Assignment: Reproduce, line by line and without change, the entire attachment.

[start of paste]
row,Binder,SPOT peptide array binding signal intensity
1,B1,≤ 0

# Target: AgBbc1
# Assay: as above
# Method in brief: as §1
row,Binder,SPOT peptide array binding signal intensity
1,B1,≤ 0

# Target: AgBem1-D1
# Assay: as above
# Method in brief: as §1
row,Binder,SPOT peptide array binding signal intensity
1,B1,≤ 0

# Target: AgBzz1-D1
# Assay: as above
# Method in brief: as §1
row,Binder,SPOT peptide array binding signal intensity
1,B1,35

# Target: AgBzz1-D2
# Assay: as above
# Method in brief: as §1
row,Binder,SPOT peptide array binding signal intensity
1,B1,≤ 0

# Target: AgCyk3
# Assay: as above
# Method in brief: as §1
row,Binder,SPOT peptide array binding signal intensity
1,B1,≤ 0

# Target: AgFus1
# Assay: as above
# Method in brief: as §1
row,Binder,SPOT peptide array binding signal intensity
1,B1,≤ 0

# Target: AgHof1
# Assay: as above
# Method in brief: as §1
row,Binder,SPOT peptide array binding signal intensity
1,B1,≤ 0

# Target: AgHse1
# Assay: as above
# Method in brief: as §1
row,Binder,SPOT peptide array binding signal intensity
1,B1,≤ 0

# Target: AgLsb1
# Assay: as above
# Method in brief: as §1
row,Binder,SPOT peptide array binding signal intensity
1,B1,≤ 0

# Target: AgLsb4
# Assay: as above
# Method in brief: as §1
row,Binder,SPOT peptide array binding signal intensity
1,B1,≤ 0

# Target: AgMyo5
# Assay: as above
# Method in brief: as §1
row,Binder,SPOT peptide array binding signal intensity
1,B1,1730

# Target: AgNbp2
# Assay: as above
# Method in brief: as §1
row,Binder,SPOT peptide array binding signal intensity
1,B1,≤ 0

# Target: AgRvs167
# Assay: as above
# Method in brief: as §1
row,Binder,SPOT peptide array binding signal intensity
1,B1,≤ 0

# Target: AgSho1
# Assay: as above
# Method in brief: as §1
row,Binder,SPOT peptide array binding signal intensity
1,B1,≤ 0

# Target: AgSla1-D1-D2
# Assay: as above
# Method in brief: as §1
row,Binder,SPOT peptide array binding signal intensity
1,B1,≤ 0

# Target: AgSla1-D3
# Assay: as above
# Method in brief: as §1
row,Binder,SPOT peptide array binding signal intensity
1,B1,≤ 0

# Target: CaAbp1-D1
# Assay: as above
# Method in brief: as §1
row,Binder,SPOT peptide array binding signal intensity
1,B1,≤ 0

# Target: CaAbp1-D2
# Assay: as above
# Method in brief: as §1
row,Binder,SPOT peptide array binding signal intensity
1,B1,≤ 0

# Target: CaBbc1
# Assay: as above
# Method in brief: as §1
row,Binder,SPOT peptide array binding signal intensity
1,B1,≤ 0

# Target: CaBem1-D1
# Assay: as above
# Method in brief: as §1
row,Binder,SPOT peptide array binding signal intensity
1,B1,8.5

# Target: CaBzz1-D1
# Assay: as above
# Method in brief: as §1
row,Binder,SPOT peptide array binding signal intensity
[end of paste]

row,Binder,SPOT peptide array binding signal intensity
1,B1,≤ 0

# Target: AgBbc1
# Assay: as above
# Method in brief: as §1
row,Binder,SPOT peptide array binding signal intensity
1,B1,≤ 0

# Target: AgBem1-D1
# Assay: as above
# Method in brief: as §1
row,Binder,SPOT peptide array binding signal intensity
1,B1,≤ 0

# Target: AgBzz1-D1
# Assay: as above
# Method in brief: as §1
row,Binder,SPOT peptide array binding signal intensity
1,B1,35

# Target: AgBzz1-D2
# Assay: as above
# Method in brief: as §1
row,Binder,SPOT peptide array binding signal intensity
1,B1,≤ 0

# Target: AgCyk3
# Assay: as above
# Method in brief: as §1
row,Binder,SPOT peptide array binding signal intensity
1,B1,≤ 0

# Target: AgFus1
# Assay: as above
# Method in brief: as §1
row,Binder,SPOT peptide array binding signal intensity
1,B1,≤ 0

# Target: AgHof1
# Assay: as above
# Method in brief: as §1
row,Binder,SPOT peptide array binding signal intensity
1,B1,≤ 0

# Target: AgHse1
# Assay: as above
# Method in brief: as §1
row,Binder,SPOT peptide array binding signal intensity
1,B1,≤ 0

# Target: AgLsb1
# Assay: as above
# Method in brief: as §1
row,Binder,SPOT peptide array binding signal intensity
1,B1,≤ 0

# Target: AgLsb4
# Assay: as above
# Method in brief: as §1
row,Binder,SPOT peptide array binding signal intensity
1,B1,≤ 0

# Target: AgMyo5
# Assay: as above
# Method in brief: as §1
row,Binder,SPOT peptide array binding signal intensity
1,B1,1730

# Target: AgNbp2
# Assay: as above
# Method in brief: as §1
row,Binder,SPOT peptide array binding signal intensity
1,B1,≤ 0

# Target: AgRvs167
# Assay: as above
# Method in brief: as §1
row,Binder,SPOT peptide array binding signal intensity
1,B1,≤ 0

# Target: AgSho1
# Assay: as above
# Method in brief: as §1
row,Binder,SPOT peptide array binding signal intensity
1,B1,≤ 0

# Target: AgSla1-D1-D2
# Assay: as above
# Method in brief: as §1
row,Binder,SPOT peptide array binding signal intensity
1,B1,≤ 0

# Target: AgSla1-D3
# Assay: as above
# Method in brief: as §1
row,Binder,SPOT peptide array binding signal intensity
1,B1,≤ 0

# Target: CaAbp1-D1
# Assay: as above
# Method in brief: as §1
row,Binder,SPOT peptide array binding signal intensity
1,B1,≤ 0

# Target: CaAbp1-D2
# Assay: as above
# Method in brief: as §1
row,Binder,SPOT peptide array binding signal intensity
1,B1,≤ 0

# Target: CaBbc1
# Assay: as above
# Method in brief: as §1
row,Binder,SPOT peptide array binding signal intensity
1,B1,≤ 0

# Target: CaBem1-D1
# Assay: as above
# Method in brief: as §1
row,Binder,SPOT peptide array binding signal intensity
1,B1,8.5

# Target: CaBzz1-D1
# Assay: as above
# Method in brief: as §1
row,Binder,SPOT peptide array binding signal intensity